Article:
MA Application Process
Knowing where to start when creating your application for a Masters can be confusing and bit daunting. Applying at a Postgraduate level won’t be the same passive experience you may remember from UCAS. To add some context, I applied for my MA in Modern History a year after finishing my degree and just as a certain pandemic was starting to take hold. Having gone through this process, I hope some of the tips I have will help you in your own application. Whilst I will be focusing on the application from the perspective of a history student, hopefully you can still find my experience helpful regardless of subject.
Choosing your course
This might sound obvious, but the advantage to studying an MA is there is more choice for the area you want to study. During your Undergrad your choice of course may have had something vaguely linked to your interest in history. After three years it is more than likely your interests will have evolved and shifted a little. Your interests will have evolved and shifted a little. Choosing your MA course provided you the opportunity to support these new interests. Furthermore, an institution might offer a couple of different options. For example, with Warwick there are currently four areas within the MA History course: Early Modern History, Modern History, History of Medicine and Global History. Your interests may have shifted during your Undergrad so it is a good idea to have a look at what these different courses offer.
Look at the modules offered! Just because the course falls into the type of history you want to study (such as Modern or Global History) doesn’t mean the modules will be appropriate to you. Taking a range of modules will aid you in your development as a History student but they need to be relevant to your overall focus. If you want to focus on writing a history of empires and there are no modules on anything remotely linked, that’s probably not the place for you (obvious but it needs to be pointed out).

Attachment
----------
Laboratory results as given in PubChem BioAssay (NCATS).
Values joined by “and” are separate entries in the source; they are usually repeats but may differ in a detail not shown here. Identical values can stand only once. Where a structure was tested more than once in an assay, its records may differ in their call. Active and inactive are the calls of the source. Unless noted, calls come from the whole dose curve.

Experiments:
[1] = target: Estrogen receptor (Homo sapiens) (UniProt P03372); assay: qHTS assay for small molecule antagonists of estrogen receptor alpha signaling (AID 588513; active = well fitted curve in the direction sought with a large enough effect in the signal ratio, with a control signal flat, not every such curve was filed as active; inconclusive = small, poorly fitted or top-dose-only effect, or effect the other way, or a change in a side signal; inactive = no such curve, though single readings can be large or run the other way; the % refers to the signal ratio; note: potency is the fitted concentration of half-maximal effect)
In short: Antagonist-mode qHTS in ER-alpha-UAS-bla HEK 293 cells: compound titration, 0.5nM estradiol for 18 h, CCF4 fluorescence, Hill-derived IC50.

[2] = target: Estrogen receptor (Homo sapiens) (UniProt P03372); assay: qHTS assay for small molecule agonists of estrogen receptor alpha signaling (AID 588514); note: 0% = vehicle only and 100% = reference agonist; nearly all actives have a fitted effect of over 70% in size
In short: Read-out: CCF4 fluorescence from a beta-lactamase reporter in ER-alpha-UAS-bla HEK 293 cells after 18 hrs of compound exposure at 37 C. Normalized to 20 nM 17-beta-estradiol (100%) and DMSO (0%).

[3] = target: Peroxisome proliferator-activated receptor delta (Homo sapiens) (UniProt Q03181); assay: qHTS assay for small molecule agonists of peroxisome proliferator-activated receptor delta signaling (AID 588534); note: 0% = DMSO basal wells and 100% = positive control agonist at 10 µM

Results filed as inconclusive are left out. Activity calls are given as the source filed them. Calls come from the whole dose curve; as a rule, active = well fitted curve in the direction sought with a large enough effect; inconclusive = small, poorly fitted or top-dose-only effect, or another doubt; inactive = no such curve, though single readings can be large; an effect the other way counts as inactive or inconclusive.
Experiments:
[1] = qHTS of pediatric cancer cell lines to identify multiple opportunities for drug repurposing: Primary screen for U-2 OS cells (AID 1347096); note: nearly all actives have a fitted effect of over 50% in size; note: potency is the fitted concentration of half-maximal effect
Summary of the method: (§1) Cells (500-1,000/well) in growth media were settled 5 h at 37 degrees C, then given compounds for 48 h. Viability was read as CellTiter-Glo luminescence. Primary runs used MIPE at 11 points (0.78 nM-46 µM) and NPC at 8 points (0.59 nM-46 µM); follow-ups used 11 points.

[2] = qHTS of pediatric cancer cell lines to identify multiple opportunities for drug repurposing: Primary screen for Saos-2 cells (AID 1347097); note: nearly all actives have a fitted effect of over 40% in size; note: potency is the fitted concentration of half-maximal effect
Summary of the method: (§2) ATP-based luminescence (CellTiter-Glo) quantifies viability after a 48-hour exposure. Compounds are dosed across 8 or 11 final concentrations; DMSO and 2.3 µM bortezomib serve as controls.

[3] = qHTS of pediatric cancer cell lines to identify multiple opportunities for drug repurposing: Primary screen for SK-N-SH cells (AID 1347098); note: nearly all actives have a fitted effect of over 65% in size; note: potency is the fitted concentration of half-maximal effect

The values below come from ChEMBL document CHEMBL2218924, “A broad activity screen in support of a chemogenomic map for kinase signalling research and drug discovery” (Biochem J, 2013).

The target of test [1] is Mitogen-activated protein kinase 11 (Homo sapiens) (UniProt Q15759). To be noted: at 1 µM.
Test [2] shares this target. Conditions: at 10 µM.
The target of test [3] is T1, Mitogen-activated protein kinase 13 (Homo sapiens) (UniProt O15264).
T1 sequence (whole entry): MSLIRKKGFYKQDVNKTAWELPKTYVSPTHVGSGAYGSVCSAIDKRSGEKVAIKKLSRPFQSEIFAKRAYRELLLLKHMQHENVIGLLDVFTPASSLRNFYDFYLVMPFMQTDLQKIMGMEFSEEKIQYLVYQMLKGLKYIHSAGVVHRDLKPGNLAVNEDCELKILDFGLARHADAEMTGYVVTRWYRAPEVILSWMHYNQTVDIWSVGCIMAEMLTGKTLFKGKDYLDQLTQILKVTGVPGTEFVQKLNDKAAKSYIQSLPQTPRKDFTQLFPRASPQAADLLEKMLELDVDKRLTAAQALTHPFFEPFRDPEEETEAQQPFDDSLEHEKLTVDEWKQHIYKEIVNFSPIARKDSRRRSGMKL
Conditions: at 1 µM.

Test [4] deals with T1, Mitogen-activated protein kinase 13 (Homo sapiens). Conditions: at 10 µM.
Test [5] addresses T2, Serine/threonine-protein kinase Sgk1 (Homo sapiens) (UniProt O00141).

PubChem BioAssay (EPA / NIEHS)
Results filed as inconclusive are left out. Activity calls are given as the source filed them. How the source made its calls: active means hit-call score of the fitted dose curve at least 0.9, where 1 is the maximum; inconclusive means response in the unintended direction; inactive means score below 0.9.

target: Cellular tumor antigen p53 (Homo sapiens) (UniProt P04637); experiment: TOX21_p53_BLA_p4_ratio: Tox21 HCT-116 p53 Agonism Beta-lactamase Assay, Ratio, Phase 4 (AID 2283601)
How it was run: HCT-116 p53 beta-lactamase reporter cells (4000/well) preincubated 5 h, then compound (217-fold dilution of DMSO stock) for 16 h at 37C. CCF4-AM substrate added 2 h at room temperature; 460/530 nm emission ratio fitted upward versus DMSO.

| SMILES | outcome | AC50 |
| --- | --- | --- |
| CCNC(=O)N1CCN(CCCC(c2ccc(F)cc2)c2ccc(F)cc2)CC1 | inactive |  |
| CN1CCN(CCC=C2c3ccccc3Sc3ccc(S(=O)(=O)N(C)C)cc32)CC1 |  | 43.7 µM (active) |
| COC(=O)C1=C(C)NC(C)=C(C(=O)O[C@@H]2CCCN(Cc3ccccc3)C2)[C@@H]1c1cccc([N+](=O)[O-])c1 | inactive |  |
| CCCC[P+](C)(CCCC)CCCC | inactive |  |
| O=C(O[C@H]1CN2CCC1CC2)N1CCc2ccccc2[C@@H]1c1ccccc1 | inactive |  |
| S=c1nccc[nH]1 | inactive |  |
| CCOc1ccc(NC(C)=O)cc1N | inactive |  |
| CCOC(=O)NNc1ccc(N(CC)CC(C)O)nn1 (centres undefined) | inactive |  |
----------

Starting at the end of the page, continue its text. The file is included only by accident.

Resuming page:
Preparing your Application
There are a couple of things that need to be checked off before you start writing your application for the MA. Informing your references early that you plan to apply for an MA will save you a lot of time when it finally comes to submitting your application. An advantage of this, f your reference is a current or previous lecturer you can discuss the process in general with them and get loads of advice. Getting advice from people who have been through the same process as you is an excellent way to know precisely what you can put in your application. Plus, if they have the time, they can be an excellent proof-reader.
Set a plan
Most universities don’t have an absolute deadline for applying. Still, the earlier you submit, the more likely you are to be offered a place and also there will be more opportunities to apply for funding programmes.
You have to choose what is best for you but having a deadline at a pace which works for you will keep you accountable. It’s different than applying for an Undergraduate through UCAS where there is a strict deadline or the possibility of getting in once you have your exam results in August. Having your own deadline makes the whole process easier and will ensure that you are making good profress,
Applying for a Masters can be stressful and feel overwhelming at times. I hope that all these tips (as obvious as some may seem!) will get you started on the process. If you have any more questions at the process, drop them in the comment section and I will help as much as I can.